Written by Jiarui Ye
“This is an evening to quote John Muir: “The forests we so admired in summer seem still more beautiful and sublime in this mellow autumn light. Lovely starry night, the tall spring tree tops relieved in jet black against the sky. I linger by the fire, loath to go to bed.’ Was not the glory around worth our trek up the new road and into the forest of giants?” - Charbonneau, Waltzing in Ragtime (A Photo by Jiarui Ye)
I always found it interesting how even the most turbulent nature can try and achieve zen with deep nature-air breathing techniques. Here, in Sequoia National Forest, I have never seen such majesty and scale to deal with upsetting moods. The forest of giants has repeatedly proven that it is a worthy place to visit rich with colors and variety. Even following a relentless storm, I see the huge forest enveloping itself with curiosity, as I seek sanctuary in the forest. Like the famed Children of the Forest in Game of Thrones, I could not help but wonder if I would become just as magical as the latter—or maybe it was just the excitement of being here for the first time that caused my irrational comparisons.
As I begin my journey to the Sequoias, I turn onto the US 134 freeway for exactly 3 hours and 24-minutes. I journey onto the 110 and then the 5 driveway. 77 miles later and I am past the point of exhaustion, but another 31-mile trek is left as I now start winding on the spirally and slippery roads. 88 miles left on this game of twister, as I patiently wait for the aura of the forest to uplift my spirits and dampen my clothing.
As the sky opens and the sunlight floods the trees with light, the worry slips my face. The replacement is an enjoyable one, the park is very large. The lush scenery is welcomed in a time of cold and difficult aches. Winter is still here as snow begins to slowly flow down attempting to intimidate me. The original member of the Sierra Club and the subject of many paintings and artworks over the years have now become reality as women, men and children take in the musty scent of oak and wood. The five large areas: The Giant Forest and Lodgepole, Grant Grove, Cedar Grove, Mineral Hills, and the Foothills, all have specialties. I particularly enjoyed trekking through small ponds filled with leaves and any other vegetation. These amazing trails are found at the Foothills and Mineral Hills. Watching back, I hoped that I learned more about myself in my expedition through the Sequoia's.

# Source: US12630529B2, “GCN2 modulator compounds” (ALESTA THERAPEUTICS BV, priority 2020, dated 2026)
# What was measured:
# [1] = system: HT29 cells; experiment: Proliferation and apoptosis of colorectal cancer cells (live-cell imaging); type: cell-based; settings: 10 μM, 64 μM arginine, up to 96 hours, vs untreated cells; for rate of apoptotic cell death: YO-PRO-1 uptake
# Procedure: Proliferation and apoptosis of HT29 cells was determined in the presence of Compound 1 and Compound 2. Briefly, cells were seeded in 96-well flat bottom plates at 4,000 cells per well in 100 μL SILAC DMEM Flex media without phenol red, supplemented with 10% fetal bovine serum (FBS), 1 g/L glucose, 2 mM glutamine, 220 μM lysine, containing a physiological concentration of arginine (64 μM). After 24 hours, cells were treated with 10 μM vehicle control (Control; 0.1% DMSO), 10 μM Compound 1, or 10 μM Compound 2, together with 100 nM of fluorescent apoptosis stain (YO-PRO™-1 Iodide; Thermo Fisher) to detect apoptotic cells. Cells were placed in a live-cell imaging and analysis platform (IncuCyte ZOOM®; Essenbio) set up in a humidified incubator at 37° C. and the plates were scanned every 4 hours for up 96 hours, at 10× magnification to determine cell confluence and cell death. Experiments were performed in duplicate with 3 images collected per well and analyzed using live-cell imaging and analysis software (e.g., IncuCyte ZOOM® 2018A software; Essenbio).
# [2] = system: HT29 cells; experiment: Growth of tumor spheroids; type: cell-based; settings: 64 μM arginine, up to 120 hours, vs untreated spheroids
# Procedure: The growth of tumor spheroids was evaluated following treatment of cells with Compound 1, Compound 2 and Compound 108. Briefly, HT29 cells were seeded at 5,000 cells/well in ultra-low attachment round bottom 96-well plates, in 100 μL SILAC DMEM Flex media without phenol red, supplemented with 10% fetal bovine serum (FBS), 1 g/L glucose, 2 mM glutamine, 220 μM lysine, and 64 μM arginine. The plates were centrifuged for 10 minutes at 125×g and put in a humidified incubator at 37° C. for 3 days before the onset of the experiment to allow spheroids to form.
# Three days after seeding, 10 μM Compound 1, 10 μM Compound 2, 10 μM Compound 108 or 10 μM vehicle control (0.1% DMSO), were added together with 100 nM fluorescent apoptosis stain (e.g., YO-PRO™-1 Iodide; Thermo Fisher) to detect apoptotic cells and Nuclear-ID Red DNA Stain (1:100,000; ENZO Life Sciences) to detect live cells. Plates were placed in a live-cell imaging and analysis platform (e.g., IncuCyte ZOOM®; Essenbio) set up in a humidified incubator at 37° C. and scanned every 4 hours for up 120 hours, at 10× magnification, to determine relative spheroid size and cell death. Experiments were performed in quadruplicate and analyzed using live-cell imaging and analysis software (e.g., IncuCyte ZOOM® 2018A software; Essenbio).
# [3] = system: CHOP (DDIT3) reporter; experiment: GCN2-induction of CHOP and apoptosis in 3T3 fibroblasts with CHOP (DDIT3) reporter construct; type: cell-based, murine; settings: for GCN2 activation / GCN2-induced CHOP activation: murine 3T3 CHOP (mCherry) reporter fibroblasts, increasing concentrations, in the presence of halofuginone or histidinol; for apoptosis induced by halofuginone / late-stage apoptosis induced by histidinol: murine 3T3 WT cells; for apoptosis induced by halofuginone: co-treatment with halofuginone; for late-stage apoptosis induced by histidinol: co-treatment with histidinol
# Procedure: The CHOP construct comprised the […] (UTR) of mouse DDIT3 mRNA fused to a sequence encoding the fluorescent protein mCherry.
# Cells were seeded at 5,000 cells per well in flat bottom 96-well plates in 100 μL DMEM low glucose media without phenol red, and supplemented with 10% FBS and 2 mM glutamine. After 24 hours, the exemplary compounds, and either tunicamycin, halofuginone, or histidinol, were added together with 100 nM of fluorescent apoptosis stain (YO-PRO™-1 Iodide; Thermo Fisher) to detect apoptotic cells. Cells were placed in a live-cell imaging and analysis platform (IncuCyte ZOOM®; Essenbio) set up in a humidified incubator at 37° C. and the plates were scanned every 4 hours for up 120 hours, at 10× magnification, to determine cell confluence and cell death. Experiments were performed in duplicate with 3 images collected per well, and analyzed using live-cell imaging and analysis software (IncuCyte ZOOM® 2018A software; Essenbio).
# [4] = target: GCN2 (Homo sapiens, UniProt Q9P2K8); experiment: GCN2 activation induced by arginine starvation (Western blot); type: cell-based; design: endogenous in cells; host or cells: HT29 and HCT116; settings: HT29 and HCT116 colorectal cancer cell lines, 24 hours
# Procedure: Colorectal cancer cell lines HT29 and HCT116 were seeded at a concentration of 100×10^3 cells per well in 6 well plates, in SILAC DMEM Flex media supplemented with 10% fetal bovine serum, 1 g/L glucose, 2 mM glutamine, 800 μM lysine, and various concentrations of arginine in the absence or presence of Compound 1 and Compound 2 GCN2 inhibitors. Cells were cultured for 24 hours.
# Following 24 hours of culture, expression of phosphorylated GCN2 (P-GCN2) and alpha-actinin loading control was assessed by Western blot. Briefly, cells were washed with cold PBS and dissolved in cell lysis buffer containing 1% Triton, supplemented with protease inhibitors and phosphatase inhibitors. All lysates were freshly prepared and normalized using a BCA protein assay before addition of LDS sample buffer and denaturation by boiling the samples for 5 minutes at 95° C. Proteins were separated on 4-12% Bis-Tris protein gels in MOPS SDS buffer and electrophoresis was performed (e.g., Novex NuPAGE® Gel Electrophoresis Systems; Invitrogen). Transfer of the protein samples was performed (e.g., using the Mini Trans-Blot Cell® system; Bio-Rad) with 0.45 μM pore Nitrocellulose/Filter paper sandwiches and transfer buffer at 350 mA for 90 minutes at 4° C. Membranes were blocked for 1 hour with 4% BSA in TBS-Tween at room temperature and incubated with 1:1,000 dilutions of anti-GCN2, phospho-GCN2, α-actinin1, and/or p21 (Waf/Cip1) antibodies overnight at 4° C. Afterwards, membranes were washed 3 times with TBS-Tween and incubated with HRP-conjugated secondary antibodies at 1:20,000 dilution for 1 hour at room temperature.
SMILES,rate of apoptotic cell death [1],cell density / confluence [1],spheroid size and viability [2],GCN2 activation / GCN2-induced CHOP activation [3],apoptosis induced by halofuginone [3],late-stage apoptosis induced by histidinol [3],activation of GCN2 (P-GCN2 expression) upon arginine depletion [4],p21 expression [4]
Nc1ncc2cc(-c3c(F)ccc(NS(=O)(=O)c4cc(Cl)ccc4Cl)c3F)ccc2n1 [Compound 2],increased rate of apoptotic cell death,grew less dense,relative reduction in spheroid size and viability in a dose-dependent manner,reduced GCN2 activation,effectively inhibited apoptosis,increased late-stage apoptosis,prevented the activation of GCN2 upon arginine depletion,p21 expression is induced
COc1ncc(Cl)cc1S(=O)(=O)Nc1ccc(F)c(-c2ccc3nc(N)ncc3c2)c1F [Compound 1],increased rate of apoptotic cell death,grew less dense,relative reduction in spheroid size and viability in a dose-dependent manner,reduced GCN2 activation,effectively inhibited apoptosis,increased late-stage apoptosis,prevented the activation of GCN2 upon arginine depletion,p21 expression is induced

During this visit, I am suddenly brought back to the very old painting of the Sierra Club’s mountains. That intoxicating beauty and astonishment are represented by Olana's, the protagonist and daughter of lumber baron, own struggle of recognition in the novel, Waltzing in Ragtime written by Eileen Charbonneau. As Olana struggles to find herself and her voice, she views the sequoia tree as a symbol of security and safety. She knew that nature needs preservation, expressing,
“there is infinitely more beauty in a fine chair than in the tree that provides the raw material,” (Charbonneau, 26-27).
Olana’s own salvation through love and work is almost laughable when comparing it to the story of the forest but yet here we are. Over the years, Olana will come to understand that when things are fleeting, finding somebody - even yourself - as sturdy as a sequoia, to lead you into a life, will bring an abundance of love and joy.
Turbulence will always be present in our human lives. However, finding a strong and beautiful sequoia will open many doors for you—and that includes finding peace and serenity at last.
On the edge of your seat yet? Come back next Monday for travel blog #3 in this 5 part travel blog series!
Jiarui Ye is a student majoring in finance and business with a passion for travel writing. She says, "Ever since my first encounter with a faulty review on Tripadvisor, I hav been actively writing about my experiences and sharing tips with others."
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Blog Posts reflect the opinions of the writer and not the opinions of Pasadena City College or Inscape Magazine Editorial Staff Members.